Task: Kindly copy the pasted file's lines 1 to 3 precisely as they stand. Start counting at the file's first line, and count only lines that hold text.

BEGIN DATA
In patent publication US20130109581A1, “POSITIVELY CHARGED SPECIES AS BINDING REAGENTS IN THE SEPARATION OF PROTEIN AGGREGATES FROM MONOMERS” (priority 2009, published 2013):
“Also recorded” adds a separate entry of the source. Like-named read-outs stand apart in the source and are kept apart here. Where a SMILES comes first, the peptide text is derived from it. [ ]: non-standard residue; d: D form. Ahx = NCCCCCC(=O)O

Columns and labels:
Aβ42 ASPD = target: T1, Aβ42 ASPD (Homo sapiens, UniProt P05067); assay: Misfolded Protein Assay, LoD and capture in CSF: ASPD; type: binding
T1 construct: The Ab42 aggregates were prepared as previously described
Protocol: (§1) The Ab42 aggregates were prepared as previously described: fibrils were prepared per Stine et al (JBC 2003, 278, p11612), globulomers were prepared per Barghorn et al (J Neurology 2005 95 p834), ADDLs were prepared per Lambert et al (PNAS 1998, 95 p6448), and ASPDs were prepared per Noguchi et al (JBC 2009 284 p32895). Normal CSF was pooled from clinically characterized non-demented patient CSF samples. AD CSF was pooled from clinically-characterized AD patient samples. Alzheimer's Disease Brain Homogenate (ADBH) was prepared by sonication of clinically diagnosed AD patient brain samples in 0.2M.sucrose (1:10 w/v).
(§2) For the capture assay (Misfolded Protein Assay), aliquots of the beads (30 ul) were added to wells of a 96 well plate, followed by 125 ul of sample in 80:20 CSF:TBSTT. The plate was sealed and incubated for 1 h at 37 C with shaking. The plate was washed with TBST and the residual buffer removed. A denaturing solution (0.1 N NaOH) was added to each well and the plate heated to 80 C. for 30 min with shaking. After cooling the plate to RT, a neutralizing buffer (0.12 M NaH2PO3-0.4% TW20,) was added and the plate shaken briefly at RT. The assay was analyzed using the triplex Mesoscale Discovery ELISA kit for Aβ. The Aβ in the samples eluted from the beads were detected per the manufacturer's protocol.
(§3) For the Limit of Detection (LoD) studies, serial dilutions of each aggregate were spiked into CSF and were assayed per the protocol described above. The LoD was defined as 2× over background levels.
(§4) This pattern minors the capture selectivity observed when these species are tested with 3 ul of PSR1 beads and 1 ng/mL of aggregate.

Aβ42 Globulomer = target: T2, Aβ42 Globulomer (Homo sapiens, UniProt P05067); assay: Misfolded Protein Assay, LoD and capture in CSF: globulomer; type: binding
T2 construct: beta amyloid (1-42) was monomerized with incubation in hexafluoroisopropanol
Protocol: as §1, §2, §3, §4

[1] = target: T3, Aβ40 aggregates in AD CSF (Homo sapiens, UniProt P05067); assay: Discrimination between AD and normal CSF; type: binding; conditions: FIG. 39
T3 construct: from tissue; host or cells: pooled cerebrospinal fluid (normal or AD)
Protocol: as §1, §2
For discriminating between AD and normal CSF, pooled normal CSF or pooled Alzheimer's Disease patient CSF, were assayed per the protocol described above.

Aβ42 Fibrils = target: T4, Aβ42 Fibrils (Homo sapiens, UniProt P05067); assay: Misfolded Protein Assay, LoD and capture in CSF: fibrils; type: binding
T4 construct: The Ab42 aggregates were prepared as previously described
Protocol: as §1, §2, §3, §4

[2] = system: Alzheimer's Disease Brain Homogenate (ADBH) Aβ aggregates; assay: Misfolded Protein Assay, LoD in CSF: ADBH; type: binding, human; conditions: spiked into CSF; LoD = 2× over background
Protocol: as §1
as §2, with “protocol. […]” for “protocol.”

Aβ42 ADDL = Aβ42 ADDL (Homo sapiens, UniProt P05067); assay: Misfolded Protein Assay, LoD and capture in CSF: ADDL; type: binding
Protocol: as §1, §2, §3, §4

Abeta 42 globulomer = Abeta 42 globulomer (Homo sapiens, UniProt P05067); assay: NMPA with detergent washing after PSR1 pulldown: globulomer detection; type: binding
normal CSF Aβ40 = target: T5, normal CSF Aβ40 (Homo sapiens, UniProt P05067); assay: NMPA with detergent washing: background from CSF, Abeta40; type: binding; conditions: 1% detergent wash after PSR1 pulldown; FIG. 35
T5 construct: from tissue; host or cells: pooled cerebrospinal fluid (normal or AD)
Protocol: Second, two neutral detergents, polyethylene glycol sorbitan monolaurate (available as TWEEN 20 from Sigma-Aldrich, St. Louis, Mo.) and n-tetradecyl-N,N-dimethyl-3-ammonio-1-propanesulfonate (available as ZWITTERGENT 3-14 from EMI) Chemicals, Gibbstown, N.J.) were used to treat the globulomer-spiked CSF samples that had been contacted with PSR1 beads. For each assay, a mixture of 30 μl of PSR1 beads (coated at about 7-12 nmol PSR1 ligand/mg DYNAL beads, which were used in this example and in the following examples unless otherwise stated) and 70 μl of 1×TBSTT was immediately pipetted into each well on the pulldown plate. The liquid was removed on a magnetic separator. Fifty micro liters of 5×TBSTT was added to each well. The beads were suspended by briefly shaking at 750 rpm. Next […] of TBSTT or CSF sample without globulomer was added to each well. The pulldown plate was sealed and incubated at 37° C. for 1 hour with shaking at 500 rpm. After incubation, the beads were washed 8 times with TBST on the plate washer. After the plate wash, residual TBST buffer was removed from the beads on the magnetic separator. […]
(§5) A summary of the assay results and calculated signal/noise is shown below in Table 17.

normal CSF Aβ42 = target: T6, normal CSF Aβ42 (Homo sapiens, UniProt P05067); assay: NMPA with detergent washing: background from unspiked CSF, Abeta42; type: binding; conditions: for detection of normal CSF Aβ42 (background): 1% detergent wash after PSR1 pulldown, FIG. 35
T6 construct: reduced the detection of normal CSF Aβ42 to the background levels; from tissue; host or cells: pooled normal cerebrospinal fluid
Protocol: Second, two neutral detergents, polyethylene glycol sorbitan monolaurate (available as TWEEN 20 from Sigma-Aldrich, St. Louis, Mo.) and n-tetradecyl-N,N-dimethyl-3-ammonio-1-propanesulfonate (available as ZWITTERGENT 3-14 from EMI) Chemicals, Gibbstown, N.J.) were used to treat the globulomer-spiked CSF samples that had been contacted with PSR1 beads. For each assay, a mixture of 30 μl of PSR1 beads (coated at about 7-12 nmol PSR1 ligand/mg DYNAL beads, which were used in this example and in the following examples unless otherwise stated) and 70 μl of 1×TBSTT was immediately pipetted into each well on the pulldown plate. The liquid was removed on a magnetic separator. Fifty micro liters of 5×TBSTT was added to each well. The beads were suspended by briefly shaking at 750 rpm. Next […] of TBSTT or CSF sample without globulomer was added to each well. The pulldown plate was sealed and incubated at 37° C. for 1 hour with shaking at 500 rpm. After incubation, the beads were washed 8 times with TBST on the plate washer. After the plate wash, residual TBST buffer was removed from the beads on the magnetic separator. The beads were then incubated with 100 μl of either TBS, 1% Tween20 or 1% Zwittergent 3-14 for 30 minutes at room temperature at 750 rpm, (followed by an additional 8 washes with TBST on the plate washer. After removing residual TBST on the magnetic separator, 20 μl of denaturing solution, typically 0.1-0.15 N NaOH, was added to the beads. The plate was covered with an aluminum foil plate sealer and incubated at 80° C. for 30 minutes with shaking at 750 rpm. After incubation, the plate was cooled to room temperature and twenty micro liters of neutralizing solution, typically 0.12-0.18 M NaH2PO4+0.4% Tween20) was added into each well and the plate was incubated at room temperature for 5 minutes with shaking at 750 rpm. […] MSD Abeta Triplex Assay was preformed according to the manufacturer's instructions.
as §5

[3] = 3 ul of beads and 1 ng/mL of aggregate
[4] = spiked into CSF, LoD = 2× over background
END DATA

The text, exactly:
In patent publication US20130109581A1, “POSITIVELY CHARGED SPECIES AS BINDING REAGENTS IN THE SEPARATION OF PROTEIN AGGREGATES FROM MONOMERS” (priority 2009, published 2013):
“Also recorded” adds a separate entry of the source. Like-named read-outs stand apart in the source and are kept apart here. Where a SMILES comes first, the peptide text is derived from it. [ ]: non-standard residue; d: D form. Ahx = NCCCCCC(=O)O

Columns and labels: